Tuesday
Dec162014

One-year construction delay at Vogtle 3 & 4 means $730 million in cost overruns for GA ratepayers!

The Vogtle 3 & 4 construction site (aka money pit) as it appeared in July 2013.As reported by the Augusta Chronicle, construction schedule delays at the Vogtle 3 and 4 new reactor project in Georgia will add to the price tag at a whopping rate of $2 million per day! State ratepayer advocates now estimate a one-year delay in reactor start up, which amounts to a $730 million add-on to the already multi-billion dollar cost.

Under Georgia's Construction Work in Progress (CWIP) law, ratepayers are forced to pay for the constructions costs with a surcharge on their electricity bills. This practice is illegal in most other states.

In addition to gouging ratepayers, Vogtle 3 & 4 is also gouging federal taxpayers. The Obama administration awarded an $8.3 billion loan, and loan guarantee, to the project -- Southern Co. and its partners have not one cent of skin in the game. Talk about a financial "moral hazard," with a radiological twist! Let's hope the scheme doesn't "meltdown," and the investment turn "radioactive"!

In fact, the Vogtle 3 & 4 federal loan guarantee amounts to 15 times more federal taxpayer money than was lost in the Solyndra solar scandal. And, Vogtle 3 & 4 are actually more at risk of defaulting on their loan repayment than was Solyndra!

Thursday
Aug142014

Cost overruns and schedule delays at proposed new reactors in GA, SC, and TN

Aerial image of Vogtle nuclear power plant in GA, showing the operational Units 1 and 2, as well as the construction site for the proposed Units 3 and 4. Photo credit: High Flyer.We told them so. As the environmental movement warned 14 years ago, when the nuclear relapse was hatched by the Bush/Cheney administration, proposed new reactors at Vogtle 3 & 4 in Georgia, Summer 2 & 3 in South Carolina, and Watts Bar 2 in Tennessee are suffering major cost overruns and construction schedule delays.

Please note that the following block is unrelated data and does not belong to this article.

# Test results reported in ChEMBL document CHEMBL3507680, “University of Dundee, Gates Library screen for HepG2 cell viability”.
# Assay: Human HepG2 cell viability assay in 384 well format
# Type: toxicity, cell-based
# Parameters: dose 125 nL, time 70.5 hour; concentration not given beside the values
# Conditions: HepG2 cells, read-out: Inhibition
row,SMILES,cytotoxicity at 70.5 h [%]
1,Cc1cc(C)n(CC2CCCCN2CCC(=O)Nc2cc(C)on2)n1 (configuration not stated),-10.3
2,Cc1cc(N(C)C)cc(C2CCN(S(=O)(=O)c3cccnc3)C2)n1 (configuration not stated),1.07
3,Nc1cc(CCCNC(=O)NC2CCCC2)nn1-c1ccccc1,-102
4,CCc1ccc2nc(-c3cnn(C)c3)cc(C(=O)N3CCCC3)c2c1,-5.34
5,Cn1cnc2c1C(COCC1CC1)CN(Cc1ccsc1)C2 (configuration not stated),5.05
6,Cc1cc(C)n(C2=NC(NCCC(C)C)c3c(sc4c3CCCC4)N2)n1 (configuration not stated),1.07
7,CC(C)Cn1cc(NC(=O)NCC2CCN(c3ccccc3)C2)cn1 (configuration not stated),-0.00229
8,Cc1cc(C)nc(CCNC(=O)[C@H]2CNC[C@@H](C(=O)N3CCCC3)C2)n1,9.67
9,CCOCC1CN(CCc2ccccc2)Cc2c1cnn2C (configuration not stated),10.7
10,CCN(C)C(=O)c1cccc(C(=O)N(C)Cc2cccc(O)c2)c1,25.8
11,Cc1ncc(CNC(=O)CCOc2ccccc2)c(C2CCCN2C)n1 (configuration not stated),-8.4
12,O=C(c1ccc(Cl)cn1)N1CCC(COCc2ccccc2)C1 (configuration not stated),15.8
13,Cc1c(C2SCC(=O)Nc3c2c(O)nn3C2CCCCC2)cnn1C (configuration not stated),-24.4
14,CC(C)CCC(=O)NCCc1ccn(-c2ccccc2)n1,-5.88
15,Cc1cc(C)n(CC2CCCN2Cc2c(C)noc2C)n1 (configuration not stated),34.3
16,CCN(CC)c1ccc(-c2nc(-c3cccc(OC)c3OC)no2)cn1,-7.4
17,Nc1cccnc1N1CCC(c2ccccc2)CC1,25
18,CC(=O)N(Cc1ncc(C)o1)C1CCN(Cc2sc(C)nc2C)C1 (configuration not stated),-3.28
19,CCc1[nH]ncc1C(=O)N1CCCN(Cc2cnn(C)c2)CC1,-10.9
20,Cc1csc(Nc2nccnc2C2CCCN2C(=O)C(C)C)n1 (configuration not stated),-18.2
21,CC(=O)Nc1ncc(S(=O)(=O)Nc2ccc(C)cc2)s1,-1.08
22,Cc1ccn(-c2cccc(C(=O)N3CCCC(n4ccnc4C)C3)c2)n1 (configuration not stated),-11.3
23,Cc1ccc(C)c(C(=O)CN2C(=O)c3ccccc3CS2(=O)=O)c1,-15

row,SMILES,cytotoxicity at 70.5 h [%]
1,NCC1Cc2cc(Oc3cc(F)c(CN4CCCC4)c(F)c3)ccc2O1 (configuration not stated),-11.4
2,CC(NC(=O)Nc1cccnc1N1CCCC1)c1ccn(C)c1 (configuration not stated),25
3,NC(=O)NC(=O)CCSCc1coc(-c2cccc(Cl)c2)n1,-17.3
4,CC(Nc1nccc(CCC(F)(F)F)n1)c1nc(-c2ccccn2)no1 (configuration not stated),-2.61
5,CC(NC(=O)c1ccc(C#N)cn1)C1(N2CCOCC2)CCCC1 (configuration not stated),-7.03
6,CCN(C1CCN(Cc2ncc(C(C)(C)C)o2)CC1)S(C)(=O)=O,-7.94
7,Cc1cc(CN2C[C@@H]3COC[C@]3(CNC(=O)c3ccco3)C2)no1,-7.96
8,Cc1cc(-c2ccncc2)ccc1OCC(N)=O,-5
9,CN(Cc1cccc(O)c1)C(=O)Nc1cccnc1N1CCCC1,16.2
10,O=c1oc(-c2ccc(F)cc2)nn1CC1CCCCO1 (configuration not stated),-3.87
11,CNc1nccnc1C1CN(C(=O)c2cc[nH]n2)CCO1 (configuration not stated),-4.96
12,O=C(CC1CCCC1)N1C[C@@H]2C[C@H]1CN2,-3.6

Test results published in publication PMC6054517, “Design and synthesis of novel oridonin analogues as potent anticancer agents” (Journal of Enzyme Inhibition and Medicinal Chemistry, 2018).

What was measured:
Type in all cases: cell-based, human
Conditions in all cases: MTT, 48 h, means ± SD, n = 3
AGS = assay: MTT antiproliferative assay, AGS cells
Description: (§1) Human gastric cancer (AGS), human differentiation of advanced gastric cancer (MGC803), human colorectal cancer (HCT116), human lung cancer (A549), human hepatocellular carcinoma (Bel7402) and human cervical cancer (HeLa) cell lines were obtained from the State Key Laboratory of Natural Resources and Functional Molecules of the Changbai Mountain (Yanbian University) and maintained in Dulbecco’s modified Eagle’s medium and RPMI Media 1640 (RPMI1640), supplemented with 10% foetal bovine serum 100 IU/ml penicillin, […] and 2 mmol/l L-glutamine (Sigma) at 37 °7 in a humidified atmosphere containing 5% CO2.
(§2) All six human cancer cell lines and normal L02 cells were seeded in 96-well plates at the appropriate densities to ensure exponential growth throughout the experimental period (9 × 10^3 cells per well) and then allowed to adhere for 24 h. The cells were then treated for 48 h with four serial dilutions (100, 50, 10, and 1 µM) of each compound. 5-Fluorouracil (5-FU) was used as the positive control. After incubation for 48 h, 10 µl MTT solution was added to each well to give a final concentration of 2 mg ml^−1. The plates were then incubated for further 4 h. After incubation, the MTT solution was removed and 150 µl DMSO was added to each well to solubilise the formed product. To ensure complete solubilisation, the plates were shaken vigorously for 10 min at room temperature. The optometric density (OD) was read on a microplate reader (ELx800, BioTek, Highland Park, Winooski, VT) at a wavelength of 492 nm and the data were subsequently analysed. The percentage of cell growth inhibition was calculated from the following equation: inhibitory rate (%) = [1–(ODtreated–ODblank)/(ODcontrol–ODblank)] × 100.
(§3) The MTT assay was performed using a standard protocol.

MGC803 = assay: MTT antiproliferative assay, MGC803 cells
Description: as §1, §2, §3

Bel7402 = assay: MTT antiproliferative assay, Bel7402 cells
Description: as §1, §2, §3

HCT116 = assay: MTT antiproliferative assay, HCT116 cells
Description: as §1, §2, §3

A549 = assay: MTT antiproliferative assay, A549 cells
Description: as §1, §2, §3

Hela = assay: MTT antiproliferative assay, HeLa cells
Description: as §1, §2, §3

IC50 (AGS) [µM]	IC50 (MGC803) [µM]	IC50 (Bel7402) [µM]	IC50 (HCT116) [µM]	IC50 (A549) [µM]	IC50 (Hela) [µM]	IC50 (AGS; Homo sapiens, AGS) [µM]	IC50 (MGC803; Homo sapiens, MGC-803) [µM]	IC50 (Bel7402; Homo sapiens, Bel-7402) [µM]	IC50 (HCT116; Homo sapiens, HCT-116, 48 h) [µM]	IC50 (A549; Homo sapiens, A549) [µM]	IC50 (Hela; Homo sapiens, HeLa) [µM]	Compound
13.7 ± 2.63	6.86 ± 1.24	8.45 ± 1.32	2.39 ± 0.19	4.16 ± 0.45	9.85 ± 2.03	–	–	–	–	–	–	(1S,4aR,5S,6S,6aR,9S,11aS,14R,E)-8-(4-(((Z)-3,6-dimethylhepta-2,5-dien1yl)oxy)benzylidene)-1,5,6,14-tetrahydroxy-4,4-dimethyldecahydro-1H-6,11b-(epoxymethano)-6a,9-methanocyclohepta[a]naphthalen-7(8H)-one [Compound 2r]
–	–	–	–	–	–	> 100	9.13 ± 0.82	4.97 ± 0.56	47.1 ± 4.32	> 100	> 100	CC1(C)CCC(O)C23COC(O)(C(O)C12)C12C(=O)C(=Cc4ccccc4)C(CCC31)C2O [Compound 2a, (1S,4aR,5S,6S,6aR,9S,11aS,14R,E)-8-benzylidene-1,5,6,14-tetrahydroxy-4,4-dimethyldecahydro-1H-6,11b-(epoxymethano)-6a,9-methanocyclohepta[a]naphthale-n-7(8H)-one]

Southern Alliance for Clean Energy (SACE) has published an update on Vogtle 3 & 4, which currently are suffering a 21-month schedule delay, and $1.4 billion cost overrun. The delays could well get worse, at a staggering cost increase of $2 million per day of delay!

Similarly, as reported by SRS Watch, delays of up to three years, and cost overruns topping $500 million, are afflicting the Summer 2 & 3 proposed new reactors in SC.

Note that those April 1st projected opening dates for the new reactors at Voglte and Summer, listed in the updates above, are no April Fool's joke. GA and SC ratepayers are already being gouged for the new reactors' troubled contstruction, on their electricity bills.

Vogtle 3 & 4's financial risks also now implicate federal taxpayers, in the form of a $6.5 billion loan guarantee, likely to soon grow to an $8.3 billion loan guarantee. This is compliments of the Obama administration. So, if Vogtle 3 & 4 default on their loan repayment, federal taxpayers will be left holding the bag. This is 15 times more taxpayer money at risk than was lost in the Solyndra solar loan guarantee scandal. And that risk, of Vogtle 3 & 4 defaulting on its loan repayment, was judged, years ago, by the likes of the Congressional Budget Office and Government Accountability Office, as a much greater risk than Solyndra defaulting on its loan repayment.

Vogtle 3 & 4, as well as Summer 2 & 3, are Toshiba-Westinghouse AP-1000 reactors. They are experimental, never having been built before anywhere in the world, although AP-1000s are also under construction in China.

The proposed new reactor in Tennessee, that is also suffering cost overruns and schedule delays, is the Tennessee Valley Authority's long-mothballed Watts Bar Unit 2.

To add to the irony, the existing reactors at Vogtle, Units 1 & 2, were the poster child for cost overruns in the last generation of reactor construction, coming in at 1,300% their originally estimated cost!

And the operational Watts Bar Unit 1 took 23 years to build, from 1973 to 1996!